The Author

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Atlanta, Georgia, United States
I am overcoming schizophrenia, and I believe others can too. Here is how I am managing my condition...

Tuesday, November 24, 2009

Positive?!

Someone commented on one of my posts and implied that I was too positive. There will be ups and downs for the individual living with a mental illness as well as for their family and/or caregiver.

However, I am at a very positive state in my life right now, but it has not always been the case. To tell you the truth I went through hell to get to where I am now, and I've written many blogs on the horrible experiences I've encountered while living with this illness!

Can you imagine being watched constantly, and everyone around you are after you? And you are scared because you are outnumbered!

I had a nervous breakdown at the age of 20, I heard voices, saw strange people, and was disoriented. Psychosis led me to do something stupid and that incident led me to jail and to the state hospital for five months. Prior to this incident I never went to jail or committed a crime.

I isolated myself during that time in my life from everyone. I even told my mother I didn't want to see her anymore, which was very hurtful. I denied visits from family even though I wanted to see them, my mind played many tricks on me, and at the time I was a wreck because I did not understand why I was acting the way I was.

I was hungry many times but I refused to eat and drink because I believed someone was trying to poison me. This is the paranoia that many people living with a mental illness experience. I heard discouraging, awful, mean voices that nobody else could hear. I remember the voices telling me I was a dishonor to my family, and that I could not survive on my own. Sometimes there were multiple voices at once which frustrated me.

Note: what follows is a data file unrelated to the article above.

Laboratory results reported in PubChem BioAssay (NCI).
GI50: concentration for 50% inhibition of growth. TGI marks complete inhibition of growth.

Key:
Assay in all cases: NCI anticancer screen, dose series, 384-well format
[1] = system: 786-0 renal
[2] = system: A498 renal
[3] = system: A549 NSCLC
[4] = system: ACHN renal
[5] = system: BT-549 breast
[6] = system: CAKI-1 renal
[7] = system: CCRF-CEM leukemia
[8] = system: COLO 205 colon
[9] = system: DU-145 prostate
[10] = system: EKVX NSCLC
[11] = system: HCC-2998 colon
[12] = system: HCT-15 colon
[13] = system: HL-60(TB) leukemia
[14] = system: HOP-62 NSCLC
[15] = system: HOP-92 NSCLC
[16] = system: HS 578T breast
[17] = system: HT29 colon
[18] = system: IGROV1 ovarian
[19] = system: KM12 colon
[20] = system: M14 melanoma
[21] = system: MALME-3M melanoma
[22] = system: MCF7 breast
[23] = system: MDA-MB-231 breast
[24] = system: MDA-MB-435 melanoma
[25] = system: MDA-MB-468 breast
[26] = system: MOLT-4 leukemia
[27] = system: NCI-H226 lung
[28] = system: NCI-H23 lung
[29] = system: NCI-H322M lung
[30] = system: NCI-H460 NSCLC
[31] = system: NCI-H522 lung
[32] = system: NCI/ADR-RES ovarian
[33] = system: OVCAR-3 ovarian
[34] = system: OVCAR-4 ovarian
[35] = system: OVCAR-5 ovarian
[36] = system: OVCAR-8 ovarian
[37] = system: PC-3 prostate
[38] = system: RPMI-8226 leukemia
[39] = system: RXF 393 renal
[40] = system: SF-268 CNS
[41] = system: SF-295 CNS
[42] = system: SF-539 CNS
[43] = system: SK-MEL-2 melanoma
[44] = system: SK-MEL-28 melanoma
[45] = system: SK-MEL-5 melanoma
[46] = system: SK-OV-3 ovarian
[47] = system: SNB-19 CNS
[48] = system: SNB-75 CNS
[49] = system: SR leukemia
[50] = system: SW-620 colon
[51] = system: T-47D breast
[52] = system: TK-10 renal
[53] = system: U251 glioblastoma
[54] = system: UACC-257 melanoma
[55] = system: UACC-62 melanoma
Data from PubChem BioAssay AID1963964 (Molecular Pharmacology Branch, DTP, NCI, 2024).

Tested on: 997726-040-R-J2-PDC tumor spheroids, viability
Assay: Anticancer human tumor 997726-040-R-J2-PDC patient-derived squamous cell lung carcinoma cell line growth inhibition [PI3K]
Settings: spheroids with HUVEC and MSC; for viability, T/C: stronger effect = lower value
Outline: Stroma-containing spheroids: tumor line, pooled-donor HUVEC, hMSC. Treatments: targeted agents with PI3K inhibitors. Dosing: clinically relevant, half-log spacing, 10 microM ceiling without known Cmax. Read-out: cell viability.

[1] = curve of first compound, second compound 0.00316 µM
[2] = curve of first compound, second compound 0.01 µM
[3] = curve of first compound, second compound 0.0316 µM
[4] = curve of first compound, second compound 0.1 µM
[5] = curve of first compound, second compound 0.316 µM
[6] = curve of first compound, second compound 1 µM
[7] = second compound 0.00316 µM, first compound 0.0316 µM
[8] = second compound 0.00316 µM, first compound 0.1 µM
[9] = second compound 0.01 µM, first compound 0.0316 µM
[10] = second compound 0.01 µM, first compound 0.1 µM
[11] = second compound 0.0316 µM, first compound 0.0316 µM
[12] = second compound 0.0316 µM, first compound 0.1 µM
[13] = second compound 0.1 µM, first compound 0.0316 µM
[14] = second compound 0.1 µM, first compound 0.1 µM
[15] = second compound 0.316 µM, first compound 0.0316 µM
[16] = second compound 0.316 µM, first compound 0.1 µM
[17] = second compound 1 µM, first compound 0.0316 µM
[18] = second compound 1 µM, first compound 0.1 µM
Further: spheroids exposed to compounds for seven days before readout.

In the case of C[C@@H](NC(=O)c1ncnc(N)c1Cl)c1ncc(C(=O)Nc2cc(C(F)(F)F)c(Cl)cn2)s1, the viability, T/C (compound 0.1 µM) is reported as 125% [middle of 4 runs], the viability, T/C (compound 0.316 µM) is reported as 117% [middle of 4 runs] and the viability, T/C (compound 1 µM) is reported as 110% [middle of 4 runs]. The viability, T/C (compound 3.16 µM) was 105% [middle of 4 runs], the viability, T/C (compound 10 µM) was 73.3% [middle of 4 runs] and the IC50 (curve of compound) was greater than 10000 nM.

For a while I wouldn't speak, shower, or even leave my room to eat or go outside. Sometimes I wouldn't sleep because I thought my peers in jail would attack me in my sleep, this led to high anxiety and additional stress. I would experience panic attacks, nurses held brown bags over my face in order for me to breath and gave me anxiety medication.

Guards held me down in order for nurses to give me shots because I refused to take the oral form or medication, my family encouraged medication compliance by the judge, after all that I did not believe I was sick! And the side effects of these medications were very uncomfortable, I had to stay in constant movement I was so restless, and as a result I couldn't sleep. Another medication made me sleep all the time and it made it hard for me to stay awake during groups. One medication made me so stiff peers called me a robot.

I've shared these incidents over a range of diverse posts. So when someone says I am too positive I do not apologize, haven't I been through enough? I just hope that others will see the light soon and experience something that will make them feel more positive too.

Thank you for reading about my story and for giving your opinions on my experiences.

To learn more about schizophrenia visit the National Alliance on Mental Illness (NAMI) or Schizophrenia Society of Nova Scotia (Canada).

Sunday, November 22, 2009

Thanks

I ended one of my groups the other day by going around the room and letting people share what they are thankful for.(I lead closed groups, not open to the public, at various facilities).